President Abraham Lincoln
Facts and Events
||President Abraham Lincoln
||12 FEB 1809
||Hardin, Kentucky, United Statesnow part of LaRue county
||4 Nov 1842
||Springfield, Sangamon County, Illinoisto Mary Todd
||4 MAR 1861
||Washington, District of Columbia Co., DCthe 16th President of the United States Elected
||14 APR 1865
||Washington, District of Columbia
||04 MAY 1865
||Oak Ridge Cemetery, Springfield, Sangamon County, Illinois
- the text in this section is copied from an article in Wikipedia
Abraham Lincoln (February 12, 1809 – April 15, 1865) was the 16th President of the United States, serving from March 1861 until his assassination in April 1865. Lincoln successfully led the United States through its greatest constitutional, military, and moral crisis – the American Civil War – preserving the Union while ending slavery and promoting economic and financial modernization. Reared in a poor family on the western frontier, Lincoln was mostly self-educated, and became a country lawyer, a Whig Party leader, Illinois state legislator during the 1830s, and a one-term member of the United States House of Representatives during the 1840s.
After a series of debates in 1858 that gave national visibility to his opposition to the expansion of slavery, Lincoln lost a Senate race to his arch-rival, Stephen A. Douglas. Lincoln, a moderate from a swing state, secured the Republican Party presidential nomination in 1860. With almost no support in the South, Lincoln swept the North and was elected president in 1860. His election was the signal for seven southern slave states to declare their secession from the Union and form the Confederacy. The departure of the Southerners gave Lincoln's party firm control of Congress, but no formula for compromise or reconciliation was found. Lincoln explained in his second inaugural address: "Both parties deprecated war, but one of them would make war rather than let the Nation survive, and the other would accept war rather than let it perish, and the war came."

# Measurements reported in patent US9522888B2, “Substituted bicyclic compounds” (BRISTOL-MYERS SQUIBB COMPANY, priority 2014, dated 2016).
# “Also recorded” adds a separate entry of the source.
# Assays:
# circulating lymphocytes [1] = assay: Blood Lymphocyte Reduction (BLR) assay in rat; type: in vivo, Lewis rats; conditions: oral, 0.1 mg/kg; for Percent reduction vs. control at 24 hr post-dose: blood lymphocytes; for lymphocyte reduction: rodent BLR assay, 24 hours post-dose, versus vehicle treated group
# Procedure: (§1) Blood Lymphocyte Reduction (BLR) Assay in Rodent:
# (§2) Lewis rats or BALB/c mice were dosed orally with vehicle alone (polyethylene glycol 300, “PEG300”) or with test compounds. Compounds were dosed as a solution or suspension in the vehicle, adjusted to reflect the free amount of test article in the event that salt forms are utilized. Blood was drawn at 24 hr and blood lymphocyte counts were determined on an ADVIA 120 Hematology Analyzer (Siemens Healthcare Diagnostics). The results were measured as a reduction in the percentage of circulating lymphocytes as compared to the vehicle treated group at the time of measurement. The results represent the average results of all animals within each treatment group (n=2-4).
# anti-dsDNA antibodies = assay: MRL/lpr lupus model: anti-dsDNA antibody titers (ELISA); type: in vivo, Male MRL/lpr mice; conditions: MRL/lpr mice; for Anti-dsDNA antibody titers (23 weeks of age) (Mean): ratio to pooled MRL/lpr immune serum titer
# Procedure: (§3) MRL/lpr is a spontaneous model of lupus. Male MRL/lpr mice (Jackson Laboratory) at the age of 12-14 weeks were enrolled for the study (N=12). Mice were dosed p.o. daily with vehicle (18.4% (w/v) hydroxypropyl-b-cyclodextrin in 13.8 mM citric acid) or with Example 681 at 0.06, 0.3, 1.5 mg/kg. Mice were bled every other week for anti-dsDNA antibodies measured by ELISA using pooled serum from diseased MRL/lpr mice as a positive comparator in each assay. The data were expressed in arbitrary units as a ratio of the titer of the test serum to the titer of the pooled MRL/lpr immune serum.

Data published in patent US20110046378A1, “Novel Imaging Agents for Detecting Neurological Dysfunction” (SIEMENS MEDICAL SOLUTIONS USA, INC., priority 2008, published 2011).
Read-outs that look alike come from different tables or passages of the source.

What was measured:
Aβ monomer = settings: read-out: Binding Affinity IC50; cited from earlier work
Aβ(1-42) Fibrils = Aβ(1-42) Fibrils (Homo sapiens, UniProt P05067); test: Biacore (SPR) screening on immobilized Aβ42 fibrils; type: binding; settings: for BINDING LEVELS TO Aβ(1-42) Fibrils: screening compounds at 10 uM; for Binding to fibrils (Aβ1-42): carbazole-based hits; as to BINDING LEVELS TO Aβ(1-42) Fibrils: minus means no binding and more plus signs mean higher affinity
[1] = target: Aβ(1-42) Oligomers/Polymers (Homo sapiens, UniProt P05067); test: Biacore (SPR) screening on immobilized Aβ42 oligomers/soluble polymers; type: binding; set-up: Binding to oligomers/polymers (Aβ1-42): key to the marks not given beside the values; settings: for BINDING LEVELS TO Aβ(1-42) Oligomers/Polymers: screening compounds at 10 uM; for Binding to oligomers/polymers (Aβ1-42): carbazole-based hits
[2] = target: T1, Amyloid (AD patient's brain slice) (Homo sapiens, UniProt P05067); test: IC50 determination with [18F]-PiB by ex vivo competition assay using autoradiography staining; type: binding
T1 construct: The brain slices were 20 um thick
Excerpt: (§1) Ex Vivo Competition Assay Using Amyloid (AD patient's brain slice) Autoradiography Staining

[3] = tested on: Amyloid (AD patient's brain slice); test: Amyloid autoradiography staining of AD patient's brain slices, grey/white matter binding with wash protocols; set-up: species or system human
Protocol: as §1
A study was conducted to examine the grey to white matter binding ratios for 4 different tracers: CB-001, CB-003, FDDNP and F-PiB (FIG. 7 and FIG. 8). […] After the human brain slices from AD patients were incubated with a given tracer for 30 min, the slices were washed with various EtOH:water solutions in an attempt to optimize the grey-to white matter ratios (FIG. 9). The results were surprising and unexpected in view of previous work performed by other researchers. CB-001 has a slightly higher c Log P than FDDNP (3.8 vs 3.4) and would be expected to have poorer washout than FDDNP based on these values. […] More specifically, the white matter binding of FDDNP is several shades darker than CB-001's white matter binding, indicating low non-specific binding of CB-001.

When the North enthusiastically rallied behind the national flag after the Confederate attack on Fort Sumter on April 12, 1861, Lincoln concentrated on the military and political dimensions of the war effort. His goal was now to reunite the nation. As the South was in a state of insurrection, Lincoln exercised his authority to suspend habeas corpus, arresting and temporarily detaining thousands of suspected secessionists without trial. Lincoln averted British recognition of the Confederacy by skillfully handling the Trent affair in late 1861. His efforts toward the abolition of slavery include issuing his Emancipation Proclamation in 1863, encouraging the border states to outlaw slavery, and helping push through Congress the Thirteenth Amendment to the United States Constitution, which finally freed all the slaves nationwide in December 1865. Lincoln closely supervised the war effort, especially the selection of top generals, including commanding general Ulysses S. Grant. Lincoln brought leaders of the major factions of his party into his cabinet and pressured them to cooperate. Under Lincoln's leadership, the Union set up a naval blockade that shut down the South's normal trade, took control of the border slave states at the start of the war, gained control of communications with gunboats on the southern river systems, and tried repeatedly to capture the Confederate capital at Richmond, Virginia. Each time a general failed, Lincoln substituted another until finally Grant succeeded in 1865.